When NFL teams add coaches to their staff at the midway point of the regular season, turmoil is usually a precursor of the move.
Yet, here is an exception to that.
“He’s also got his duties now as assistant wide receivers coach,” head coach Chuck Pagano said on Wednesday.
“So as far as sitting in the meetings, going through the plan, watching the tape, studying the opponent – now he can just dive in and really break down our opponent’s secondary, their corners and give that information to other wide receivers and spread that information in that room and help the young guys.”
Wayne is spending his rehab at the Indiana Farm Bureau Football Center, something that the Pagano regime wanted to make happen
with as many IR players as possible.
Obviously the balance is difficult (need the “man power”) with rehab guys and the current players but Pagano loves having everyone around the building.
“We want to keep them engaged because a lot of times they have this separation deal where they feel like they’re not part of it anymore. It’s great to have their presence,” Pagano says.
“They come to team meetings, they sit in position meetings so they stay engaged from a mental standpoint so they’re not removing themselves totally from football. So when they do come back and they’re cleared to participate at some point, it’s not like starting over from a mental standpoint. I think it’s a healthy thing for everybody.”
Even though the competitive nature of Wayne on the field won’t be present for the rest of 2013, that spirit has transferred over to the training room.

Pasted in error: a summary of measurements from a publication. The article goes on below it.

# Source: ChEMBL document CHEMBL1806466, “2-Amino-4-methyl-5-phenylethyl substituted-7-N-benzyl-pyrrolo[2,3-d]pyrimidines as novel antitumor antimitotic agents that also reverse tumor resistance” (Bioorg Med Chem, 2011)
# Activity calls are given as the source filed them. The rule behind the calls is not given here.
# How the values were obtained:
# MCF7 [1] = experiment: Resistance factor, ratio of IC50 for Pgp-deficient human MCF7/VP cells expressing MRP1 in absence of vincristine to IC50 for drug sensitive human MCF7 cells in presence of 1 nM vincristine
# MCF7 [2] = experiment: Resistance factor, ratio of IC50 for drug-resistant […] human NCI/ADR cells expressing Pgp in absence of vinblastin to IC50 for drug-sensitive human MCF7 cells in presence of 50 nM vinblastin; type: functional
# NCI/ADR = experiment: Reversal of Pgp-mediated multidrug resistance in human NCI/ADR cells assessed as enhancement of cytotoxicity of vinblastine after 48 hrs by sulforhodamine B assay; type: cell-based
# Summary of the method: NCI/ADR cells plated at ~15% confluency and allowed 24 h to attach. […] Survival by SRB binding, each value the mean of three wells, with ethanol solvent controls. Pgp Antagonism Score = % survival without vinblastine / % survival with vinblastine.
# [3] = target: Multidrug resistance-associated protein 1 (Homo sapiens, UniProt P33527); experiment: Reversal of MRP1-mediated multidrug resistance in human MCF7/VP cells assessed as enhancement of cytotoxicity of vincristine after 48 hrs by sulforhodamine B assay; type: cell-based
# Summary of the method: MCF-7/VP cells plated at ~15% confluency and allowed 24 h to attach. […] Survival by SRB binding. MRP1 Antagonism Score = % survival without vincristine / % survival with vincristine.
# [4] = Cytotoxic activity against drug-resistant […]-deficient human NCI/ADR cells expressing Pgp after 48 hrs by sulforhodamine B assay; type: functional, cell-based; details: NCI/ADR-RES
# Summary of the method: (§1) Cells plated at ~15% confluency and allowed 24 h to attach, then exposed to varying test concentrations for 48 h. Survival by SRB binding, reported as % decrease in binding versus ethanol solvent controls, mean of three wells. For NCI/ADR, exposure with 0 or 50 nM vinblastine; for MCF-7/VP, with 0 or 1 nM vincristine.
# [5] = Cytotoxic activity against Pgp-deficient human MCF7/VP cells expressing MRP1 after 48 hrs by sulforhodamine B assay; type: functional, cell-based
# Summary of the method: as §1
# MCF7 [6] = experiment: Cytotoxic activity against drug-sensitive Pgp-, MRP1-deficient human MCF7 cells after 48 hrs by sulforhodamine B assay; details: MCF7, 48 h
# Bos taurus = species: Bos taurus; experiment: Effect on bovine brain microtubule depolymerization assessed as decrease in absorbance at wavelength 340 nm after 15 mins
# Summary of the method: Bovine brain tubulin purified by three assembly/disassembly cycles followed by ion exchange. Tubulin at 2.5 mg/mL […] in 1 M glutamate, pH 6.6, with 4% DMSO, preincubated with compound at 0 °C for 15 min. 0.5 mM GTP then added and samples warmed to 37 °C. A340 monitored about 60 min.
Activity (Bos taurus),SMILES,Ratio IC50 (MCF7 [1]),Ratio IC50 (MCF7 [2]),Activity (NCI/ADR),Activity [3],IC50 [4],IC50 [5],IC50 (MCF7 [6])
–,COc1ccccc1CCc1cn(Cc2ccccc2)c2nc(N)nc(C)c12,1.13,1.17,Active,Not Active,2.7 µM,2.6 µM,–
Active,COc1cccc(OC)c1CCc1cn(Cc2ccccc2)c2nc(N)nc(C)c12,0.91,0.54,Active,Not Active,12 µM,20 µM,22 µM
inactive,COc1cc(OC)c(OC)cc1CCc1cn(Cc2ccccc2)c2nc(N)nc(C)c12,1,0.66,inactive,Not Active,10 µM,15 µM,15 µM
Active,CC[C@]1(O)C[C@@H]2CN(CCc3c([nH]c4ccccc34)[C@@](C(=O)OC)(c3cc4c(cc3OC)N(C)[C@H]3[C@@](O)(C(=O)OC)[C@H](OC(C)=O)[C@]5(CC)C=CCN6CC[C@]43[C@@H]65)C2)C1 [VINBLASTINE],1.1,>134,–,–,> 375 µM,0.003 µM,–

“I think (trainer) Dave (Hammer) told me eight and a half hours in here yesterday rehabbing; he beat everybody in. And that’s Reggie being Reggie.”
Tags: chuck pagano, Reggie Wayne
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Sunday’s matchup between the Colts and Rams will hold a special significance for linebacker Josh McNary.
For the past few months, McNary has been a member of the Colts practice squad in his first season in the NFL.
While McNary won’t be on the playing field on Sunday afternoon, he will watch with pride as the Colts take part in the NFL Military Appreciation month of November.
“It’s real cool for an entity like the NFL because it’s not their responsibility to look out for the military but just out of their respect they decided to go way out of their way to honor the military,” McNary says of Sunday’s game.
The past few months has allowed McNary to get back to the game of football.
During a regional combine in Dallas earlier this year, the Colts scouted McNary and the former all-time sack leader at Army has since stuck on with the team’s practice squad.
McNary has made the move to inside linebacker and now that he’s fully recovered from a training camp hamstring injury, the West Point product loves life in the NFL.
“I feel like it’s a much better position for me to grow into,” McNary says of the inside linebacker position. “Initially, I wanted to play ILB given my size and what I was able to offer. I think the team’s looking out for my best interest in putting me there.”
A numbers crunch at Army forced McNary to switch to the outside linebacker position, where he flourished with 49 tackles for loss and 28 sacks.
Prior to 2013, McNary had been removed from the game of football for three years but on Sunday he will get to watch his past and present combine.